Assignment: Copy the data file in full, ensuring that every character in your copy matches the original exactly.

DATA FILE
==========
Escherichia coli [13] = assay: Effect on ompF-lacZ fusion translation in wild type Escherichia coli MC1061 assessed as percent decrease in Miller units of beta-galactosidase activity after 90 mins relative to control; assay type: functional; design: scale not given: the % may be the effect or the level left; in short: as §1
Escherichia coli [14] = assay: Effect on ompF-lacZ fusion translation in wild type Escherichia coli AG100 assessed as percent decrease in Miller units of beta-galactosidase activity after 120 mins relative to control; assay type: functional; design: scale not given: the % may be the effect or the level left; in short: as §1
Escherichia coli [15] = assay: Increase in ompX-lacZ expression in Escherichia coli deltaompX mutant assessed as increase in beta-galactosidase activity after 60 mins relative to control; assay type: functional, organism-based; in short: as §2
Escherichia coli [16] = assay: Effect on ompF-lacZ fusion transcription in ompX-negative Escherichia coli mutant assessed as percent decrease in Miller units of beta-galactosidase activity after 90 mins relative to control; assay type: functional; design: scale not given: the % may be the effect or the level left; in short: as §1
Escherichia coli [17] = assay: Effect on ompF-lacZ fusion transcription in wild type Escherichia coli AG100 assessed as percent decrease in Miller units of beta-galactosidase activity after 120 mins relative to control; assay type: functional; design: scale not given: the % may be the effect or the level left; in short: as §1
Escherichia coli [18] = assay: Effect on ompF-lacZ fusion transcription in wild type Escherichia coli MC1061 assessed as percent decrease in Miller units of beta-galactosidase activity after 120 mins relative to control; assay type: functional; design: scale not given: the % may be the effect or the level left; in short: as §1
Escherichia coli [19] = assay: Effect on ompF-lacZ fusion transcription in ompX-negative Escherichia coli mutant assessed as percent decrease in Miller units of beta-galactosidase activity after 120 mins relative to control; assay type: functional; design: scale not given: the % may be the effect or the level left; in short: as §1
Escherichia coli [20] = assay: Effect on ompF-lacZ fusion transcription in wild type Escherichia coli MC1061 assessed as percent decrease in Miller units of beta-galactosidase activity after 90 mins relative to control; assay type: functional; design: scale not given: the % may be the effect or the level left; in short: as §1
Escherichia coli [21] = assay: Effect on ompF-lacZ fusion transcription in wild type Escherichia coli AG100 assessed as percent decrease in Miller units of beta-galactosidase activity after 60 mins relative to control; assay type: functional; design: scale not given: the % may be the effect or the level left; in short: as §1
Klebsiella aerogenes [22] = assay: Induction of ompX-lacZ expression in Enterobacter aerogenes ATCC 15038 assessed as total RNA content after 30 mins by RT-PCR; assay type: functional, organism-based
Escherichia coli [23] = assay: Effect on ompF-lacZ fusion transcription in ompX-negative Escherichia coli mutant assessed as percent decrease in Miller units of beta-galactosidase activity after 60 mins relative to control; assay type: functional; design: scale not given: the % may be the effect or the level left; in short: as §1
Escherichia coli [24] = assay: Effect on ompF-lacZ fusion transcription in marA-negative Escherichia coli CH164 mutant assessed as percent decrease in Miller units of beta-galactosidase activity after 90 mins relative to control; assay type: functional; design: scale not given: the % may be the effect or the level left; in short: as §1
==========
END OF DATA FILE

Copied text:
Escherichia coli [13] = assay: Effect on ompF-lacZ fusion translation in wild type Escherichia coli MC1061 assessed as percent decrease in Miller units of beta-galactosidase activity after 90 mins relative to control; assay type: functional; design: scale not given: the % may be the effect or the level left; in short: as §1
Escherichia coli [14] = assay: Effect on ompF-lacZ fusion translation in wild type Escherichia coli AG100 assessed as percent decrease in Miller units of beta-galactosidase activity after 120 mins relative to control; assay type: functional; design: scale not given: the % may be the effect or the level left; in short: as §1
Escherichia coli [15] = assay: Increase in ompX-lacZ expression in Escherichia coli deltaompX mutant assessed as increase in beta-galactosidase activity after 60 mins relative to control; assay type: functional, organism-based; in short: as §2
Escherichia coli [16] = assay: Effect on ompF-lacZ fusion transcription in ompX-negative Escherichia coli mutant assessed as percent decrease in Miller units of beta-galactosidase activity after 90 mins relative to control; assay type: functional; design: scale not given: the % may be the effect or the level left; in short: as §1
Escherichia coli [17] = assay: Effect on ompF-lacZ fusion transcription in wild type Escherichia coli AG100 assessed as percent decrease in Miller units of beta-galactosidase activity after 120 mins relative to control; assay type: functional; design: scale not given: the % may be the effect or the level left; in short: as §1
Escherichia coli [18] = assay: Effect on ompF-lacZ fusion transcription in wild type Escherichia coli MC1061 assessed as percent decrease in Miller units of beta-galactosidase activity after 120 mins relative to control; assay type: functional; design: scale not given: the % may be the effect or the level left; in short: as §1
Escherichia coli [19] = assay: Effect on ompF-lacZ fusion transcription in ompX-negative Escherichia coli mutant assessed as percent decrease in Miller units of beta-galactosidase activity after 120 mins relative to control; assay type: functional; design: scale not given: the % may be the effect or the level left; in short: as §1
Escherichia coli [20] = assay: Effect on ompF-lacZ fusion transcription in wild type Escherichia coli MC1061 assessed as percent decrease in Miller units of beta-galactosidase activity after 90 mins relative to control; assay type: functional; design: scale not given: the % may be the effect or the level left; in short: as §1
Escherichia coli [21] = assay: Effect on ompF-lacZ fusion transcription in wild type Escherichia coli AG100 assessed as percent decrease in Miller units of beta-galactosidase activity after 60 mins relative to control; assay type: functional; design: scale not given: the % may be the effect or the level left; in short: as §1
Klebsiella aerogenes [22] = assay: Induction of ompX-lacZ expression in Enterobacter aerogenes ATCC 15038 assessed as total RNA content after 30 mins by RT-PCR; assay type: functional, organism-based
Escherichia coli [23] = assay: Effect on ompF-lacZ fusion transcription in ompX-negative Escherichia coli mutant assessed as percent decrease in Miller units of beta-galactosidase activity after 60 mins relative to control; assay type: functional; design: scale not given: the % may be the effect or the level left; in short: as §1
Escherichia coli [24] = assay: Effect on ompF-lacZ fusion transcription in marA-negative Escherichia coli CH164 mutant assessed as percent decrease in Miller units of beta-galactosidase activity after 90 mins relative to control; assay type: functional; design: scale not given: the % may be the effect or the level left; in short: as §1